A nation’s customs and traditions are unique, including the appearance of its buildings. Restoring older buildings retains cultural connections and enhances sensitivity to the past. Conservation process materials must be distinguishable from originals for easy removal or change while matching features, a challenging task. The goal is to adopt materials similar in texture, scale, color, and form to the original. The increasing need for a sustainable environment attracts the scientific community towards alternative natural materials instead of traditional ones, adopting ecological principles. Eco-friendly materials from agricultural waste are less polluting. Bio-based materials, like hemp and rice, offer good thermal properties and replace traditional materials. Some are commercialized, while others are in the early production stages. Application conditions and potential adoption in heritage building conservation still need to be studied. Gaps in existing knowledge are addressed by assessing biomaterials’ physical properties in various conservation scenarios. Comparative analysis between new and conventional materials identifies vital advantages. The analysis also determines characteristics like thermal resistance, fire resistance, color, texture, environmental and health impact, and the production process. Findings indicate outstanding performance and can be developed in various colors and textures, essential for preserving the original structural appearance.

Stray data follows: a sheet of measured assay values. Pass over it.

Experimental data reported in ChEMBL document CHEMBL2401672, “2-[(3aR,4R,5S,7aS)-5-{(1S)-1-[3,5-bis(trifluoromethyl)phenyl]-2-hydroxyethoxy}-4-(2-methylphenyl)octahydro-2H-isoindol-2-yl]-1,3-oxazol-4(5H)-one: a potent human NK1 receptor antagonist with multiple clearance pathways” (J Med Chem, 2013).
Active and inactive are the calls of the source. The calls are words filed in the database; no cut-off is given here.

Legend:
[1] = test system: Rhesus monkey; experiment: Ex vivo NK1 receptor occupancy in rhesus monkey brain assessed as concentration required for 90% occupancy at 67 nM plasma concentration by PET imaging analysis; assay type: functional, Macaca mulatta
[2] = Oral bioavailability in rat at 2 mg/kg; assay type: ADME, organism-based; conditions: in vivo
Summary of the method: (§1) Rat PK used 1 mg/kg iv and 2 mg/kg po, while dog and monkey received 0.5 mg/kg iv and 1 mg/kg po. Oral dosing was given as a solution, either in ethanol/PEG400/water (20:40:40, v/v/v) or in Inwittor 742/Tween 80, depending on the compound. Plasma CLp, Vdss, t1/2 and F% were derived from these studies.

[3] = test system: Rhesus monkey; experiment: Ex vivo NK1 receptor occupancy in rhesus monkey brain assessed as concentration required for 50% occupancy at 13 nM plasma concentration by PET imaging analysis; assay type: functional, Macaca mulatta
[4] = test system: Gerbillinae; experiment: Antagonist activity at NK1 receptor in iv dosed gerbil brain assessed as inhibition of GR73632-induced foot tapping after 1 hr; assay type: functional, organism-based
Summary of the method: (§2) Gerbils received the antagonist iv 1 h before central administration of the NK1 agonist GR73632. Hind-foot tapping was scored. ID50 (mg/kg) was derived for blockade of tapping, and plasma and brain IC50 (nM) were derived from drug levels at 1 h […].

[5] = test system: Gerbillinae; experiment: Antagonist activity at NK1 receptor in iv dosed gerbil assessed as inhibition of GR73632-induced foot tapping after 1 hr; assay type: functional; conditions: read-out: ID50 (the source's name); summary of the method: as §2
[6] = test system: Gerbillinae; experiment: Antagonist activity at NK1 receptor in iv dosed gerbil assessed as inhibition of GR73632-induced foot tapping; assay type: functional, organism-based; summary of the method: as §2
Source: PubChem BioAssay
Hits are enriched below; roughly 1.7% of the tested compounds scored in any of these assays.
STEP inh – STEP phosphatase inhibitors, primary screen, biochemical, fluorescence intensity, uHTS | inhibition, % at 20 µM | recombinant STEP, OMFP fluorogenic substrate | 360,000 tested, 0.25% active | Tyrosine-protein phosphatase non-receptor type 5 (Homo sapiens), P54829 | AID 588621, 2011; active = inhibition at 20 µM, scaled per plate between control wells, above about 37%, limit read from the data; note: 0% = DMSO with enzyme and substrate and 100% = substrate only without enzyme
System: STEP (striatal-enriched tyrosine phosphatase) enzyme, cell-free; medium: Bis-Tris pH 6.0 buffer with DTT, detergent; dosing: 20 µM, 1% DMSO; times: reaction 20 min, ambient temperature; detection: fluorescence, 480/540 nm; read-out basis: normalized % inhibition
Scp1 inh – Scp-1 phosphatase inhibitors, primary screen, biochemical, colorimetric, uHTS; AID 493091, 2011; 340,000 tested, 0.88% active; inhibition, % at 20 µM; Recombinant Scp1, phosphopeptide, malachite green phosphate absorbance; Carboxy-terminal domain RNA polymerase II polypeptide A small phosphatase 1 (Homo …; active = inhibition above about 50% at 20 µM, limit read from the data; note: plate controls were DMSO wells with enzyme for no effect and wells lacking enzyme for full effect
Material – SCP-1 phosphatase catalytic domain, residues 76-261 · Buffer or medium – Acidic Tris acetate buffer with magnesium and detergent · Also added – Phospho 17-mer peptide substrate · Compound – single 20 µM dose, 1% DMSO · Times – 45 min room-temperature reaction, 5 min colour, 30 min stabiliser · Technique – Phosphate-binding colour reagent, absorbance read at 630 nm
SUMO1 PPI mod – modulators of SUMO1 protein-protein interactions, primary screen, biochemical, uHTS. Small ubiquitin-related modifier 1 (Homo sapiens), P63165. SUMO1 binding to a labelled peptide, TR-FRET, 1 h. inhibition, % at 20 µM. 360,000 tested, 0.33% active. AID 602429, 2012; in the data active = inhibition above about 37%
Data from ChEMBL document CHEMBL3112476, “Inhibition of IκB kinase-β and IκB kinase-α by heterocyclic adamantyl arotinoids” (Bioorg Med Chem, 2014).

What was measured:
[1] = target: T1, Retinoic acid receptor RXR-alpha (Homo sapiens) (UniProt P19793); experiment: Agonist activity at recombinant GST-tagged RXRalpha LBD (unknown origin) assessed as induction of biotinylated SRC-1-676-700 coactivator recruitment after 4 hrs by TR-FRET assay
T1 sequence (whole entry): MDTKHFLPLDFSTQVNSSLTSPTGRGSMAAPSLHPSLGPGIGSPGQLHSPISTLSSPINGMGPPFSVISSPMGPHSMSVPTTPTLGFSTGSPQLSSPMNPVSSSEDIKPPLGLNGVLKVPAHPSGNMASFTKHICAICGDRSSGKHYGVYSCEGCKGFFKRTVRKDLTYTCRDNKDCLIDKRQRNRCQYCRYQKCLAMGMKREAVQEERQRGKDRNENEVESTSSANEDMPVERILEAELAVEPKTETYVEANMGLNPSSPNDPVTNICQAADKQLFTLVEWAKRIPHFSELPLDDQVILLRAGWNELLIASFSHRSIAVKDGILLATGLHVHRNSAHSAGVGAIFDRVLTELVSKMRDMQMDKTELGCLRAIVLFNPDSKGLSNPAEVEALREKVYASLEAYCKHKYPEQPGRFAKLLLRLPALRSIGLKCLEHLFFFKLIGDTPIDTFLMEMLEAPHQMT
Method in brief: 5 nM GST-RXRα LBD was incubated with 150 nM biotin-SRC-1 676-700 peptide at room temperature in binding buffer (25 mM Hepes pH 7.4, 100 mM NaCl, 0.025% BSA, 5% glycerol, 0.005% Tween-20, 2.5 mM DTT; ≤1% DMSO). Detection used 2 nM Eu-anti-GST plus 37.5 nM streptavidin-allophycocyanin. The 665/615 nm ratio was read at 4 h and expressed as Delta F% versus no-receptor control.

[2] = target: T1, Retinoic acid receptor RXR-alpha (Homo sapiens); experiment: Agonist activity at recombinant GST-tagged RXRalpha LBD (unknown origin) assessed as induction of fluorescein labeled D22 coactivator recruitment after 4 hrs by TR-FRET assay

- Heritage building
- Physical characteristics
ASJC Scopus subject areas
- Chemistry (miscellaneous)
- Materials Science (miscellaneous)
- Computer Science Applications